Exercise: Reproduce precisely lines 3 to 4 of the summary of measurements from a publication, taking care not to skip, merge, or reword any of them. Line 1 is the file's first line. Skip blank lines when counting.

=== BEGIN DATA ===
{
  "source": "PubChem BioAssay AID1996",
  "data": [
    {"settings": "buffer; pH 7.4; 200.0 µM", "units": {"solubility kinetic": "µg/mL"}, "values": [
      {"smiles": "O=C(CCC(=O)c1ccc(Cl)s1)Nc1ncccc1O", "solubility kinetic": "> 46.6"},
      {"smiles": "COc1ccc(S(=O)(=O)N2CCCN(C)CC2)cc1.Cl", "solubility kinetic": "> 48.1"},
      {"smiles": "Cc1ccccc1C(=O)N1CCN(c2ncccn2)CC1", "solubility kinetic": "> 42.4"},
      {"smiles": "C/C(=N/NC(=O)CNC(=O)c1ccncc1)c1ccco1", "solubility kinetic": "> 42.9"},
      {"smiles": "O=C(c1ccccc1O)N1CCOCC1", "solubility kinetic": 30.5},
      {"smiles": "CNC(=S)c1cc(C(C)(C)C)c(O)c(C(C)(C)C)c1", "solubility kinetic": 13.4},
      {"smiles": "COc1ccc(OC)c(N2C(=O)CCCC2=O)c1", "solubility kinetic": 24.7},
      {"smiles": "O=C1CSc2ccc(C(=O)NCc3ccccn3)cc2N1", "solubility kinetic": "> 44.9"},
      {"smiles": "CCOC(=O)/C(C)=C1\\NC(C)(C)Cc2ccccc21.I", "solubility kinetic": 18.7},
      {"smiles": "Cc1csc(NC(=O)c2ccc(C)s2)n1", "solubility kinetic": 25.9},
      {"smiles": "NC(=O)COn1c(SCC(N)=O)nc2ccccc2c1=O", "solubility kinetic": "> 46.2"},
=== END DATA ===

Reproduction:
  "data": [
    {"settings": "buffer; pH 7.4; 200.0 µM", "units": {"solubility kinetic": "µg/mL"}, "values": [